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The Laws of Robotics Need to Expand

There are few times when science fiction meets reality. In fact, science fiction is the source of most modern inventions. An artist creates an imaginary object that can do remarkable things. That imagination inspires modern inventors to make those objects a reality. There is no better example of this than robots. 

There is something about the human mind that makes us experiment with every knowledge we get. Humans are fascinating creatures. The human body is the most intricate machine in the world. Recreating this machine into an artificial avatar is something inspired by science fiction. This is how robots were born. 

But as soon as robots become a reality, there was a need to restrict them from ‘taking over’. This is when an author wrote the “three laws of robotics” that would govern all robots in the world. But as technology increases, there is a need to develop the initial laws into new ones.

The Three Laws of Robotics

Isaac Asimov By Phillip Leonian from New York World
Isaac Asimov By Phillip Leonian from New York World

Back in 1942, a profound author and biochemist wrote down three lines in his science fiction book that would become history. Isaac Asimov laid down three laws that would eventually govern all the robotics of the world. These laws are the “Three Laws of Robotics“. He published them in his “robot stories” that instantly became the symbol of modern robotic development. This is one of those few times when science fiction makes it into reality. The Three Laws of Robotics would then be the mantra for all robotic machines to ever walk the Earth. 

For those of you who are not familiar with the laws, they are as follows.

  1. Robots are not to harm humans, or, via inaction, allow harm to any human being.
  2. They are to obey human orders unless it violates the first law.
  3. Robots should protect their own existence, as long as it does not conflict with the first two laws. 

These laws became an important part of science fiction and also real life. All robots that are in operation now follow these three laws. Asimov stated that as robotics develops into more autonomy, there should be strict regulations that given them. These regulations should ensure that no human is put under harm’s way. 

Now, robotics is at a whole new level of achievement. AI, software automation and factory robotics are more advanced than ever before. This makes the situation even dangerous. The dangers posed by the machines need to be addressed beforehand. 

The Four New Laws of Robotics

Frank Pasquale Por Stifterverband - YouTube
Frank Pasquale Por Stifterverband – YouTube

Back in 1952, robotics was simply a work of fiction. As strong and steady as Asimov’s laws were, modern problems require modern solutions. Back then, Asimov didn’t think about AI and autonomous software. But now, as fully autonomous machines are coming closer to reality, there is an urgent need to keep them under control. 

This is why a professor from the Brooklyn School of Law proposed to expand the laws of Asimov. Frank Pasquale adds four new laws in his book New Laws of Robotics: Defending Human Expertise in the Age of AI. The four new laws of robotics are as follows.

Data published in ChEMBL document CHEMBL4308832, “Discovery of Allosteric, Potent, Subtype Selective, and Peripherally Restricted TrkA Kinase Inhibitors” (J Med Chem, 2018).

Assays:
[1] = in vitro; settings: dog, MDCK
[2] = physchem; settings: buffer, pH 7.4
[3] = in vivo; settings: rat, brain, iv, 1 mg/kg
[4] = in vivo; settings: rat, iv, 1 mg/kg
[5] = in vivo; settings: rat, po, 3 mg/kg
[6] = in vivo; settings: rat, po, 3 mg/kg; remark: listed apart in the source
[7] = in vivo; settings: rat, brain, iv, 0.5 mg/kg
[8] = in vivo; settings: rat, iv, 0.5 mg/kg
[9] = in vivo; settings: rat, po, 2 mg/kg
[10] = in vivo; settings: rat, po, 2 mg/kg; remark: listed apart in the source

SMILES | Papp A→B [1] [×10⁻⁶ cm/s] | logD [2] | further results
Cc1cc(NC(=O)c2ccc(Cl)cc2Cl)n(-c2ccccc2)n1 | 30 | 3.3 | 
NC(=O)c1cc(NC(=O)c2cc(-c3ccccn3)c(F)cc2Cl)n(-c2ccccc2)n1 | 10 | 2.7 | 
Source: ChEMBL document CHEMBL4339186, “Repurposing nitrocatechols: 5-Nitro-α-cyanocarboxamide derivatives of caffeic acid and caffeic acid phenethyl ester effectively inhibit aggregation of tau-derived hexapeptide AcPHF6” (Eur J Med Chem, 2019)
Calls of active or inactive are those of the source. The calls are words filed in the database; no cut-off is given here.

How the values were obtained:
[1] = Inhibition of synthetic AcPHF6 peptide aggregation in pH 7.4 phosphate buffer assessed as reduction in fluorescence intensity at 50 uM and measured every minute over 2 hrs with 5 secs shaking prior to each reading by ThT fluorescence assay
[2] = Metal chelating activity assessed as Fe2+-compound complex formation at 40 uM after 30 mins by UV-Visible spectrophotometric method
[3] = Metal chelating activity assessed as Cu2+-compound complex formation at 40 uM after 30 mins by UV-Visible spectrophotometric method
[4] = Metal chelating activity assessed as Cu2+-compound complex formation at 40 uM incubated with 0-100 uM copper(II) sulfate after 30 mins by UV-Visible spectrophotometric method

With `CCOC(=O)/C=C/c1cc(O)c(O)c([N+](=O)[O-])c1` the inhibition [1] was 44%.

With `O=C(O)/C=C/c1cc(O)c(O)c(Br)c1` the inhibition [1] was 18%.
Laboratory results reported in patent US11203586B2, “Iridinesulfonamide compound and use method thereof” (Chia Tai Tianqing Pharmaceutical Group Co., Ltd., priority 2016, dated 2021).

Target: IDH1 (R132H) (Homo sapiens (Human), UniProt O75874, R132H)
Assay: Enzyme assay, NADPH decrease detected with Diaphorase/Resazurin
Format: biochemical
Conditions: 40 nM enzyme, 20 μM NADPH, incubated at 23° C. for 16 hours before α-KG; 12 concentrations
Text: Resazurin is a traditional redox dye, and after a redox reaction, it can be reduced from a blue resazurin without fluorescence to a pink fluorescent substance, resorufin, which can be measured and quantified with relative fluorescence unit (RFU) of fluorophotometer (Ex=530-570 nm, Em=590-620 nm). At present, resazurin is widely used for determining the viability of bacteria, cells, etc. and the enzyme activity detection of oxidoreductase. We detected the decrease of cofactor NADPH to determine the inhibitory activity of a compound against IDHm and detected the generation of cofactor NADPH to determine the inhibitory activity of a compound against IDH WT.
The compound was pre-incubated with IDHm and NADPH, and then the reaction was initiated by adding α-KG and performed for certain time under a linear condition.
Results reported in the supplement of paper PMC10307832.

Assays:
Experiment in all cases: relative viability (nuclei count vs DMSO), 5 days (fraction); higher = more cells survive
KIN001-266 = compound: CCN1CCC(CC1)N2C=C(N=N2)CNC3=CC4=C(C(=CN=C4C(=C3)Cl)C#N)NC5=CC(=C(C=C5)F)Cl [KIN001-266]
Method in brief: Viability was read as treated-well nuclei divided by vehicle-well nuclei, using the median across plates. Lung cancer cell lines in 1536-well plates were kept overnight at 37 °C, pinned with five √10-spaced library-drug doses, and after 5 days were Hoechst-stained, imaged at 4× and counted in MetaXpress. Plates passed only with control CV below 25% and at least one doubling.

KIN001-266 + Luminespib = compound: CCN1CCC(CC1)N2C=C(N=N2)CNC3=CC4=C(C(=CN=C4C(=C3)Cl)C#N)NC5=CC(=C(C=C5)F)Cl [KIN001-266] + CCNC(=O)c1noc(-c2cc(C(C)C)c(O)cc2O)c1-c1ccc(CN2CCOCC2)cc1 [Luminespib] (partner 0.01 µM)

1. Robotics and digital systems should “complement professionals” and not replace them. 
  2. Robotics and AI “should not counterfeit humanity”.
  3. Robotic systems and AI should not intensify “Zero-sum arms races”.
  4. Robotic systems should be forced to ” specify the identity of their creator (s), controller (s) and the owner (s).”

In these four new laws, we see that there is an implication of control over the autonomous systems. The new laws arise from his insistence that control over robotics and their roles in the society shouldn’t be left alone to Silicon Valley. His laws insist that robotics are to complement humans and not replace them entirely. Robotics should be used to enrich and support humans in all kinds of jobs rather than taking over. These enrichments are more promising in the sectors of health care and education. 

How do we make this work?

For this to be effective, policymakers and regulators must be open to the democratization of the outcomes. There should be control over AI that controls and cheats on innocent people. Hampering over such AI is a vital role that the regulators must take part in. 

We already know about the AI espionage wars and how AI is pulling the strings of the society from behind. Transparency is one main aspect of the four new laws. AI algorithms and robotics are to support everyone. So, everyone must have a clear view of the works and systems of AI. Regulations and control over the systems should be in effect to prevent them from overpowering us. 

“We do not simply need more A.I., we need better AI.”

– Prof. Frank Pasquale

Read more on Asimov’s Three Laws Helped Shape A.I. and Robotics. We Need Four More.

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2 Comments

  1. An international regulatory platform should emerge.
    I will put it as an example. Safety in the construction industry.
    In some countries, construction companies currently pay their consultants or safety technicians to monitor, train, and supply personal protective equipment to their employees.
    Sometimes they find themselves between a rock and a hard place if they are not serious enough when making decisions.
    The employer pays the expenses to improve safety.
    If we transfer it to AI and Robotics, I leave it to the discretion of the reader’s imagination what may be happening or what will happen in the future.
    I hope to be wrong.

Lei Jun – President of xiaomi

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